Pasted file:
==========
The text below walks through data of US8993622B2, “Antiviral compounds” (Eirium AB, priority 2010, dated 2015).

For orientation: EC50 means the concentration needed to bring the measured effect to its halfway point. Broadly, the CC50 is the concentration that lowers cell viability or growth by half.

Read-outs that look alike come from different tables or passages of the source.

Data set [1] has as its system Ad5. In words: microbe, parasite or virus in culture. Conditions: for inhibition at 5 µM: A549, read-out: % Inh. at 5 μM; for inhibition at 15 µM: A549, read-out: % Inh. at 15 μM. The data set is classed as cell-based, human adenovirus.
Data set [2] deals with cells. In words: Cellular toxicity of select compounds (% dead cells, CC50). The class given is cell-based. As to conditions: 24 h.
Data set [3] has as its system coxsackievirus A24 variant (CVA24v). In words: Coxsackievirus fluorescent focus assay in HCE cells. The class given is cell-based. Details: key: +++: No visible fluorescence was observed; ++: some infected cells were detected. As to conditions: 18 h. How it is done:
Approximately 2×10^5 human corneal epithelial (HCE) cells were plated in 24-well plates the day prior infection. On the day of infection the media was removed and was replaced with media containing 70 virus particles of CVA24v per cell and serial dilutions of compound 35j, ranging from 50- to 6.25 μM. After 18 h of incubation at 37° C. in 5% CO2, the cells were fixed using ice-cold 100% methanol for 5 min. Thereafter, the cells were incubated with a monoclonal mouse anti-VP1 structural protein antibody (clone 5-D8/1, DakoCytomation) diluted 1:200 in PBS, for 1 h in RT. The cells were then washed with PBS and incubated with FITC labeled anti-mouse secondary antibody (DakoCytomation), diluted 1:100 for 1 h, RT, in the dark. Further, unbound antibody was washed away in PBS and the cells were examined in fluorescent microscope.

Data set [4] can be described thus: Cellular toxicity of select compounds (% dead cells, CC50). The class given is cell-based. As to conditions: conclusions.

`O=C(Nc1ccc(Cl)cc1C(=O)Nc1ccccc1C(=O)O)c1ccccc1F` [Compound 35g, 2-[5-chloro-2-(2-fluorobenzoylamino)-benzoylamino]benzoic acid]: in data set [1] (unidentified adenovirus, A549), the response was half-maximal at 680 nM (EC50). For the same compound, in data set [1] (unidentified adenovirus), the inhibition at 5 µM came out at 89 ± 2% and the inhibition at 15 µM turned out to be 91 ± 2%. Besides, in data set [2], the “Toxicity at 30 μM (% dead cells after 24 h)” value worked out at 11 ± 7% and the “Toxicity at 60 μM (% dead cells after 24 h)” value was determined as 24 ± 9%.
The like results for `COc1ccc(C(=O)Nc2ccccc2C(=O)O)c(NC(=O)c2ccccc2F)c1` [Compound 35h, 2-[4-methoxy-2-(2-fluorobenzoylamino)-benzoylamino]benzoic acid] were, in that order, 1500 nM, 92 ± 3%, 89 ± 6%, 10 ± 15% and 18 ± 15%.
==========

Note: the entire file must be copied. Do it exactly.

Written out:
The text below walks through data of US8993622B2, “Antiviral compounds” (Eirium AB, priority 2010, dated 2015).

For orientation: EC50 means the concentration needed to bring the measured effect to its halfway point. Broadly, the CC50 is the concentration that lowers cell viability or growth by half.

Read-outs that look alike come from different tables or passages of the source.

Data set [1] has as its system Ad5. In words: microbe, parasite or virus in culture. Conditions: for inhibition at 5 µM: A549, read-out: % Inh. at 5 μM; for inhibition at 15 µM: A549, read-out: % Inh. at 15 μM. The data set is classed as cell-based, human adenovirus.
Data set [2] deals with cells. In words: Cellular toxicity of select compounds (% dead cells, CC50). The class given is cell-based. As to conditions: 24 h.
Data set [3] has as its system coxsackievirus A24 variant (CVA24v). In words: Coxsackievirus fluorescent focus assay in HCE cells. The class given is cell-based. Details: key: +++: No visible fluorescence was observed; ++: some infected cells were detected. As to conditions: 18 h. How it is done:
Approximately 2×10^5 human corneal epithelial (HCE) cells were plated in 24-well plates the day prior infection. On the day of infection the media was removed and was replaced with media containing 70 virus particles of CVA24v per cell and serial dilutions of compound 35j, ranging from 50- to 6.25 μM. After 18 h of incubation at 37° C. in 5% CO2, the cells were fixed using ice-cold 100% methanol for 5 min. Thereafter, the cells were incubated with a monoclonal mouse anti-VP1 structural protein antibody (clone 5-D8/1, DakoCytomation) diluted 1:200 in PBS, for 1 h in RT. The cells were then washed with PBS and incubated with FITC labeled anti-mouse secondary antibody (DakoCytomation), diluted 1:100 for 1 h, RT, in the dark. Further, unbound antibody was washed away in PBS and the cells were examined in fluorescent microscope.

Data set [4] can be described thus: Cellular toxicity of select compounds (% dead cells, CC50). The class given is cell-based. As to conditions: conclusions.

`O=C(Nc1ccc(Cl)cc1C(=O)Nc1ccccc1C(=O)O)c1ccccc1F` [Compound 35g, 2-[5-chloro-2-(2-fluorobenzoylamino)-benzoylamino]benzoic acid]: in data set [1] (unidentified adenovirus, A549), the response was half-maximal at 680 nM (EC50). For the same compound, in data set [1] (unidentified adenovirus), the inhibition at 5 µM came out at 89 ± 2% and the inhibition at 15 µM turned out to be 91 ± 2%. Besides, in data set [2], the “Toxicity at 30 μM (% dead cells after 24 h)” value worked out at 11 ± 7% and the “Toxicity at 60 μM (% dead cells after 24 h)” value was determined as 24 ± 9%.
The like results for `COc1ccc(C(=O)Nc2ccccc2C(=O)O)c(NC(=O)c2ccccc2F)c1` [Compound 35h, 2-[4-methoxy-2-(2-fluorobenzoylamino)-benzoylamino]benzoic acid] were, in that order, 1500 nM, 92 ± 3%, 89 ± 6%, 10 ± 15% and 18 ± 15%.